In the end, however, such boundaries were broken, and the dichotomy between museum staff and Haida melted away, to create co-researchers, co-experiencers, clearly apparent from the photographs and videos which Laura shows. Relationships have been maintained with the researchers and the Haida Gwaii institution, and plans are afoot to provide museological training to the Haida community and to staff at the Haida Gwaii Museum. Attitudes on both sides have developed and changed, things have been learned. The museum staff have seen a new way of viewing objects, the Haida, whilst sad to leave their objects behind, know that the objects are cared for, and have a desire to engage with their use in a productive and powerful fashion. The post presentation discussion intimated that this could have serious implications not just for the ways in which we can allow objects to be understood and engaged with in terms of research and display, but also in terms of the repatriation debate. Sensory, open, emotional engagement and the need for the political and physical repatriation of objects seem to be intimately connected, for as Laura notes, the more open access you give communities to museum collections, the fewer repatriation requests you receive.

All of this, then, begs the question of what a museum does, and indeed what a museum is. Is the museum an institution which holds things bound within its walls? In the age of the hyperlink, I, and many other do not think it can afford to remain purely this way. Whilst the physical building remains an important keystone, the museum in the world of the web becomes a network, an action, a thing done rather than a place in which it is done. The museum, through projects such as this, can be questioned institutionally, brought out of itself into a realm of expansive power. It seems ironic, almost, that such a question arises from a project conducted in perhaps the most 'museum-y' museum of them all.

Thank you, Dr. Peers, for a powerful and illuminating presentation. I hope that your relationships, networks, interactions and flows are maintained, and that your projects can continue apace. I've certainly been encouraged to look at objects, and curatorial handlings of them, in a new light. I'm looking forward to seeing the Haida Project's website at the PRM! So many thanks, and we look forward to learning how the results progress.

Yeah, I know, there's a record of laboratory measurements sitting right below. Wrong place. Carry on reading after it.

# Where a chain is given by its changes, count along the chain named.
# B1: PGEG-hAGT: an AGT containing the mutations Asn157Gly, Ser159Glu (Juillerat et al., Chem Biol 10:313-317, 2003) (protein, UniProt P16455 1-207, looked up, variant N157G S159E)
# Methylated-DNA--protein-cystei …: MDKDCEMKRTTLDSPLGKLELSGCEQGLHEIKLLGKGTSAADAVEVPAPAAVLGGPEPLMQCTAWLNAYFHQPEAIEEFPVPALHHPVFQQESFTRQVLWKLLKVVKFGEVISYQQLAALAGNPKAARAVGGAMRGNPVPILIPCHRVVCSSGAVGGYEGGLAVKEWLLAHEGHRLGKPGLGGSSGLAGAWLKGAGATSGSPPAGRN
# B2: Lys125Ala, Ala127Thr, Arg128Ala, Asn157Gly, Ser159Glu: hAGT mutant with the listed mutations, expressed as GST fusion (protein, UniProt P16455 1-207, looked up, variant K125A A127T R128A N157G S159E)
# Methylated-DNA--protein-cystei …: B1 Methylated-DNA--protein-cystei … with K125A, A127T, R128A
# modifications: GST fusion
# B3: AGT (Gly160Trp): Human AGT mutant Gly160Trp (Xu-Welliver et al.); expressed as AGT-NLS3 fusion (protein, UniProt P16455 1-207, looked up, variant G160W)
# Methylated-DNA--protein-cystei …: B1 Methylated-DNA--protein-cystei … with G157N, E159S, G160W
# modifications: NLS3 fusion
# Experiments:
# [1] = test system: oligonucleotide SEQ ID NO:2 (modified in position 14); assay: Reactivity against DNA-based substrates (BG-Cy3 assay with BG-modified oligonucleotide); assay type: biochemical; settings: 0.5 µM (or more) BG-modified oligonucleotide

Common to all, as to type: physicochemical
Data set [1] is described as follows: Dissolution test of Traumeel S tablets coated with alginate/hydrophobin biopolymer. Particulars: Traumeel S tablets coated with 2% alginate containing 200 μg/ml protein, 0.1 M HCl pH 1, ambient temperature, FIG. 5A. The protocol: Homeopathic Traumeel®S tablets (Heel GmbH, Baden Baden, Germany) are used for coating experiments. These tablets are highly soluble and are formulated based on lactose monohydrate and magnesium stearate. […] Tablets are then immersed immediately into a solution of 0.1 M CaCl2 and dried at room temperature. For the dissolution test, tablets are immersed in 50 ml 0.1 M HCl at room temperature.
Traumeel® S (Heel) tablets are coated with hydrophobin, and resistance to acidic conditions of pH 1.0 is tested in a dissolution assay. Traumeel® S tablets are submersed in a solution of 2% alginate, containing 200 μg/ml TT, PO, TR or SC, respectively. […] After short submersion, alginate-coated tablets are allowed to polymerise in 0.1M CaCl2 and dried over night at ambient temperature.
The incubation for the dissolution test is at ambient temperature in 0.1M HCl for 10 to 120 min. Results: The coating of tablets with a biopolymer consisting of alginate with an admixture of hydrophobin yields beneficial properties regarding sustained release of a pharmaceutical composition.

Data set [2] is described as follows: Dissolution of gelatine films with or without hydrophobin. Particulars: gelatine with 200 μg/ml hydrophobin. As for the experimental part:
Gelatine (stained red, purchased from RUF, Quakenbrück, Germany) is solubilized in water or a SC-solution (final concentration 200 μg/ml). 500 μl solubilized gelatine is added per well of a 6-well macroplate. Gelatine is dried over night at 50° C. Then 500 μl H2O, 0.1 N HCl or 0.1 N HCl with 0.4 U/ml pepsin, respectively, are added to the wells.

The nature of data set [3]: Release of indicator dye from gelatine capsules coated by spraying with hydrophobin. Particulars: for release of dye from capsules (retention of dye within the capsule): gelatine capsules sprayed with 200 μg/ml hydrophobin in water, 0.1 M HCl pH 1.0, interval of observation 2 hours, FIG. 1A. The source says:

5 comments:

Stephanie said...

Thanks Jenny, this sounded like a really interesting presentation!

Jenny said...

It was great. It was really interesting to learn about and think about different levels of material engagement, and the emotional resonances which these engagement levels come from or create.

J said...

"the more open access you give communities to museum collections, the fewer repatriation requests you receive."
And this is what I find this so problematic about the current practice of museums as regards Aboriginal artefacts (not just the PRM) because it still assumes that the museum is right and the community of origin has to ask for access. There is an incredible chauvinism in thinking that a handling session and a group hug will make the original looting and the continued colonial hoarding of aboriginal objects OK. It will not. It is not a long-term solution and to shy away from it by being proud over paltry steps towards righting a wrong is dishonest.
What is missing from Dr Peers' account, and what I am partially reacting to, is the vast background of the ways in which museums in North America have dealt with the difficult issues of displaying and providing access to Native items; they have basically put up a carrot on a stick, saying that Western museum practices take precedence over the living cultures and practices of these peoples, and that in order to have access to them, they have to come to the museum, or build their own approved museums; either way, the things are still locked in a case and not used in the vital ways in which they were intended to.
Repatriation is often lumped together with war and archeological looting, but in fact it is a much more complicated and nuanced issue. It is, in my opinion, a matter of absolute necessity if the people involved are still living. I think there is a direct comparison to be made between the repatriation of Nazi-looted art in Europe to descendants of Shoah victims, and this.

J said...

Sorry, I vomited a lot of anger all over that comment; Jenny's review was much more about emotional resonance, which is certainly and interesting and valid way of positively evaluating this particular project. My comment has more to do with a wider intellectual and ethical debate about cultural property that is no closer to being resolved than it ever was.

Jenny said...

It's a difficult question. I'm not sure it's one that can ever be fully answered. But that seems like a cop out, somehow.